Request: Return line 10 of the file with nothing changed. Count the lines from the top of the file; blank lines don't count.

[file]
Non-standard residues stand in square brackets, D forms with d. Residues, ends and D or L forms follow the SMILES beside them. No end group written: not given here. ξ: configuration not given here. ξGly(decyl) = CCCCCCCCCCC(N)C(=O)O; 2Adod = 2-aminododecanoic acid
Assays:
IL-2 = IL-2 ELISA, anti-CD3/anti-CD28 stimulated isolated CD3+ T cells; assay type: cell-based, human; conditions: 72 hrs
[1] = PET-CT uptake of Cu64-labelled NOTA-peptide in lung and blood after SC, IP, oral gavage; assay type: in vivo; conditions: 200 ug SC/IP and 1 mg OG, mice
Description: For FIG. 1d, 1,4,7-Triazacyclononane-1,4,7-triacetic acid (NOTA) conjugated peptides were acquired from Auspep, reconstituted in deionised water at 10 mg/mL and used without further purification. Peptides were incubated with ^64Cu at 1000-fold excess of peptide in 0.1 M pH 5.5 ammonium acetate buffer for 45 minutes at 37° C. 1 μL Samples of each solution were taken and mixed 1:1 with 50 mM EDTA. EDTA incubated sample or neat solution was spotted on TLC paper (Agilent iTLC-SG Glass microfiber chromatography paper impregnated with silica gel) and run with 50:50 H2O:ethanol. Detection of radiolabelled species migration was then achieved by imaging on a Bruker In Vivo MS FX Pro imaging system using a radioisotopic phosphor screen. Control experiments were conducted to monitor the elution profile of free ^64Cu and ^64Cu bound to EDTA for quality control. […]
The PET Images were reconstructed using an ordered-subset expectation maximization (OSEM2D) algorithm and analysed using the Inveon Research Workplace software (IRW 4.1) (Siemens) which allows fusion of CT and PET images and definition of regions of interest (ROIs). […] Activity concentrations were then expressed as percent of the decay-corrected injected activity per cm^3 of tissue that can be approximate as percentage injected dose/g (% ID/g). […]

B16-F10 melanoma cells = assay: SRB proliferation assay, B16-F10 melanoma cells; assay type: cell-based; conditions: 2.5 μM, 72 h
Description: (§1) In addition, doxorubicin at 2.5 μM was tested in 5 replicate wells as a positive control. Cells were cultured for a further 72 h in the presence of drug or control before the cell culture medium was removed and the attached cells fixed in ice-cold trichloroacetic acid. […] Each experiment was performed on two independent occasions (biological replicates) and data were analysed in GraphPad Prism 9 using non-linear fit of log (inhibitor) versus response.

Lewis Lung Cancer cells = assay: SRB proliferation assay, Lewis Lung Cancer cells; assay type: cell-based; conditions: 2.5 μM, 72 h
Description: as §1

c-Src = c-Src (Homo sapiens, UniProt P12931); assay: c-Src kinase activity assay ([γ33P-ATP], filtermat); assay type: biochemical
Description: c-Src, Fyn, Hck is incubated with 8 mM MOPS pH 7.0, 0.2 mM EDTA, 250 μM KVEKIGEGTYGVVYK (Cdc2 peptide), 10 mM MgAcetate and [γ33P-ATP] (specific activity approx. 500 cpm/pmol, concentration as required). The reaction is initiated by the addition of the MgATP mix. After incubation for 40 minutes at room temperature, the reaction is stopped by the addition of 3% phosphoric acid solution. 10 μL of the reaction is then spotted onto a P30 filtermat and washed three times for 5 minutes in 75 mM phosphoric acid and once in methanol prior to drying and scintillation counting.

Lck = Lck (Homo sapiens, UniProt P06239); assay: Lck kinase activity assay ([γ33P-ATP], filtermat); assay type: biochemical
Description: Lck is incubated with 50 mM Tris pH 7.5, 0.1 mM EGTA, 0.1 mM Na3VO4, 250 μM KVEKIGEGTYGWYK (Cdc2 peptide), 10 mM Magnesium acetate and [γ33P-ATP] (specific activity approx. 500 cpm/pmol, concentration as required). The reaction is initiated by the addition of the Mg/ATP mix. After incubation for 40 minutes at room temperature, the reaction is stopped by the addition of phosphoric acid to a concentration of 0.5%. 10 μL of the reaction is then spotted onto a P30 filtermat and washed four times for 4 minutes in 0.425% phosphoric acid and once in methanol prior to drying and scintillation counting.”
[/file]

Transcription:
Description: as §1